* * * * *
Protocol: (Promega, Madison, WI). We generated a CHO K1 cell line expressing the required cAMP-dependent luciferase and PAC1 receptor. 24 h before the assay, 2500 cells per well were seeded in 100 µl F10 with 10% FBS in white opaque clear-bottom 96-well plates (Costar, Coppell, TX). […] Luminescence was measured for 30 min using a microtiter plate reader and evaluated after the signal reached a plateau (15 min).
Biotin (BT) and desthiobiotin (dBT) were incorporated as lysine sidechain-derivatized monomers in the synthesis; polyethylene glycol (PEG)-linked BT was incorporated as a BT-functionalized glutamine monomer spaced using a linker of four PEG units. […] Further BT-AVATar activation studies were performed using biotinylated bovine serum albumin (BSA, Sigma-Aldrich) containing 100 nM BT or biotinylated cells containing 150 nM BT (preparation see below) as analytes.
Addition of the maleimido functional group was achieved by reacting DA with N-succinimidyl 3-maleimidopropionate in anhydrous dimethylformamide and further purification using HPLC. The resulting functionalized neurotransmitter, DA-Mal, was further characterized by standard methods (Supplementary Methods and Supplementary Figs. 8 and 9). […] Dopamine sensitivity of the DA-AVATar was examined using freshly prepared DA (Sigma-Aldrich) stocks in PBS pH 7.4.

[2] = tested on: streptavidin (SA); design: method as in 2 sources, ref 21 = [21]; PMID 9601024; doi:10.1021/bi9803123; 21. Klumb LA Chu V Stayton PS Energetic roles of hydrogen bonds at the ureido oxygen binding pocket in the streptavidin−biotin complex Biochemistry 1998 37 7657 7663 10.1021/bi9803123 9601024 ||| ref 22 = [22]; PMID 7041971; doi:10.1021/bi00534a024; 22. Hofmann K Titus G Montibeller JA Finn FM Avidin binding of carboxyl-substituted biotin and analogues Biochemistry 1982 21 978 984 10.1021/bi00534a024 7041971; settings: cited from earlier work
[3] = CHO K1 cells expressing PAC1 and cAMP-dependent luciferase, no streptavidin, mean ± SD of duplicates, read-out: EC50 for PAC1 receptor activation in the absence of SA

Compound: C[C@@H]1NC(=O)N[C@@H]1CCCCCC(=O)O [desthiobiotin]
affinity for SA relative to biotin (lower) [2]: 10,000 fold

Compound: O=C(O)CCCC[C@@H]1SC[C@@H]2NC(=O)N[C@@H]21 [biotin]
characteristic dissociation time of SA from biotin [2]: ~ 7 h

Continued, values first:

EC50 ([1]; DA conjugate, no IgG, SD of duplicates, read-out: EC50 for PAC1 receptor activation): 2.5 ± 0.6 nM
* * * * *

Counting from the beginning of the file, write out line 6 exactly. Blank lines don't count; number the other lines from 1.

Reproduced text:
Compound: C[C@@H]1NC(=O)N[C@@H]1CCCCCC(=O)O [desthiobiotin]